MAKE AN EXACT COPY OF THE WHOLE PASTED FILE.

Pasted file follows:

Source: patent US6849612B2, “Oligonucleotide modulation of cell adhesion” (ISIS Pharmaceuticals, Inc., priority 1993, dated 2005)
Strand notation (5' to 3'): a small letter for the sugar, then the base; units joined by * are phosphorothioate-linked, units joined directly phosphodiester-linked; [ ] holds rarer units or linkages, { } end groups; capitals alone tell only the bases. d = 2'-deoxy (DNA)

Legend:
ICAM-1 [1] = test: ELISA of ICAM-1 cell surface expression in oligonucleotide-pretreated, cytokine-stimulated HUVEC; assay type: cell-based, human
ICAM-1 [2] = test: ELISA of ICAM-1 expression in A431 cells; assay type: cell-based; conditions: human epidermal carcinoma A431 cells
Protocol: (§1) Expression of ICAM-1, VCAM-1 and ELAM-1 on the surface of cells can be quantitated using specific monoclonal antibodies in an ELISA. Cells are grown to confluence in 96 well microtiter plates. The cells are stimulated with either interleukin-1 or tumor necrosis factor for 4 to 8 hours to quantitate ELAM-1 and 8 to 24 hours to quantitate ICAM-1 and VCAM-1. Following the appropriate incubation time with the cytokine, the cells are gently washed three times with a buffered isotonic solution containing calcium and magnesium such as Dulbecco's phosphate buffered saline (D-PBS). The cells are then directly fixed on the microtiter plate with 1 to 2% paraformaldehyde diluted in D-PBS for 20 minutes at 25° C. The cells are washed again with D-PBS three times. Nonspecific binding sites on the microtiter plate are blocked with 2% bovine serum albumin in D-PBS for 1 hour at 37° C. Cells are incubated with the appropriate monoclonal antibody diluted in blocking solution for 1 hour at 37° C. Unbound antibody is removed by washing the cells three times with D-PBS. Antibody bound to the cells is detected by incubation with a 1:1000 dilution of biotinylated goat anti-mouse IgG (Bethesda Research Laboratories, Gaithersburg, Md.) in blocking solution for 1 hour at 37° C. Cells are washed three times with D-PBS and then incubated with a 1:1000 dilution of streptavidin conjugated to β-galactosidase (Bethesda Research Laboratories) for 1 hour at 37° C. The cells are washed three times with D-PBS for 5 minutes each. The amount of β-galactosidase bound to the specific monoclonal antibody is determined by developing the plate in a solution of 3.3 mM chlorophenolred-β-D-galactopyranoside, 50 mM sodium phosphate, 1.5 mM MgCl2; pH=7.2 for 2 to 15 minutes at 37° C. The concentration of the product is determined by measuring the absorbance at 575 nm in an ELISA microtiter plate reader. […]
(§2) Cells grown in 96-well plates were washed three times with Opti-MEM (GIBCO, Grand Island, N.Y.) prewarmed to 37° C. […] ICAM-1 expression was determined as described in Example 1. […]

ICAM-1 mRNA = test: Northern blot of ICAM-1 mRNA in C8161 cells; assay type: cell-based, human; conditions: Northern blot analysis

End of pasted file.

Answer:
Source: patent US6849612B2, “Oligonucleotide modulation of cell adhesion” (ISIS Pharmaceuticals, Inc., priority 1993, dated 2005)
Strand notation (5' to 3'): a small letter for the sugar, then the base; units joined by * are phosphorothioate-linked, units joined directly phosphodiester-linked; [ ] holds rarer units or linkages, { } end groups; capitals alone tell only the bases. d = 2'-deoxy (DNA)

Legend:
ICAM-1 [1] = test: ELISA of ICAM-1 cell surface expression in oligonucleotide-pretreated, cytokine-stimulated HUVEC; assay type: cell-based, human
ICAM-1 [2] = test: ELISA of ICAM-1 expression in A431 cells; assay type: cell-based; conditions: human epidermal carcinoma A431 cells
Protocol: (§1) Expression of ICAM-1, VCAM-1 and ELAM-1 on the surface of cells can be quantitated using specific monoclonal antibodies in an ELISA. Cells are grown to confluence in 96 well microtiter plates. The cells are stimulated with either interleukin-1 or tumor necrosis factor for 4 to 8 hours to quantitate ELAM-1 and 8 to 24 hours to quantitate ICAM-1 and VCAM-1. Following the appropriate incubation time with the cytokine, the cells are gently washed three times with a buffered isotonic solution containing calcium and magnesium such as Dulbecco's phosphate buffered saline (D-PBS). The cells are then directly fixed on the microtiter plate with 1 to 2% paraformaldehyde diluted in D-PBS for 20 minutes at 25° C. The cells are washed again with D-PBS three times. Nonspecific binding sites on the microtiter plate are blocked with 2% bovine serum albumin in D-PBS for 1 hour at 37° C. Cells are incubated with the appropriate monoclonal antibody diluted in blocking solution for 1 hour at 37° C. Unbound antibody is removed by washing the cells three times with D-PBS. Antibody bound to the cells is detected by incubation with a 1:1000 dilution of biotinylated goat anti-mouse IgG (Bethesda Research Laboratories, Gaithersburg, Md.) in blocking solution for 1 hour at 37° C. Cells are washed three times with D-PBS and then incubated with a 1:1000 dilution of streptavidin conjugated to β-galactosidase (Bethesda Research Laboratories) for 1 hour at 37° C. The cells are washed three times with D-PBS for 5 minutes each. The amount of β-galactosidase bound to the specific monoclonal antibody is determined by developing the plate in a solution of 3.3 mM chlorophenolred-β-D-galactopyranoside, 50 mM sodium phosphate, 1.5 mM MgCl2; pH=7.2 for 2 to 15 minutes at 37° C. The concentration of the product is determined by measuring the absorbance at 575 nm in an ELISA microtiter plate reader. […]
(§2) Cells grown in 96-well plates were washed three times with Opti-MEM (GIBCO, Grand Island, N.Y.) prewarmed to 37° C. […] ICAM-1 expression was determined as described in Example 1. […]

ICAM-1 mRNA = test: Northern blot of ICAM-1 mRNA in C8161 cells; assay type: cell-based, human; conditions: Northern blot analysis